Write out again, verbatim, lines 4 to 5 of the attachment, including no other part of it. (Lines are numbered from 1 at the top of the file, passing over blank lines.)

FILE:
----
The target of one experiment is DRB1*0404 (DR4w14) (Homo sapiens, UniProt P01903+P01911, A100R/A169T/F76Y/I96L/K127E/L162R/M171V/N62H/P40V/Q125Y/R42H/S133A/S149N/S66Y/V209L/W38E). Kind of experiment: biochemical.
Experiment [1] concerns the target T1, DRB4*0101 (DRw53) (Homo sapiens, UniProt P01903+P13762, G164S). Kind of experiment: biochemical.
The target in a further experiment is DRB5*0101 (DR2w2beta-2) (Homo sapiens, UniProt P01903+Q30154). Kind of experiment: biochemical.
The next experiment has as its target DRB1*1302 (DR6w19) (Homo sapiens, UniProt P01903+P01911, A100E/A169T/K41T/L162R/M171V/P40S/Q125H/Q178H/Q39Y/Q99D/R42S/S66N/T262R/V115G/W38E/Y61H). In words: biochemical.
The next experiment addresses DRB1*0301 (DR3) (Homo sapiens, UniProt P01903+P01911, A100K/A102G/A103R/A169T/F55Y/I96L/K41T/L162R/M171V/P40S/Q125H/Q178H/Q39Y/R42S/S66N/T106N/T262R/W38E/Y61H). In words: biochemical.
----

The next experiment has as its target DRB1*1302 (DR6w19) (Homo sapiens, UniProt P01903+P01911, A100E/A169T/K41T/L162R/M171V/P40S/Q125H/Q178H/Q39Y/Q99D/R42S/S66N/T262R/V115G/W38E/Y61H). In words: biochemical.
The next experiment addresses DRB1*0301 (DR3) (Homo sapiens, UniProt P01903+P01911, A100K/A102G/A103R/A169T/F55Y/I96L/K41T/L162R/M171V/P40S/Q125H/Q178H/Q39Y/R42S/S66N/T106N/T262R/W38E/Y61H). In words: biochemical.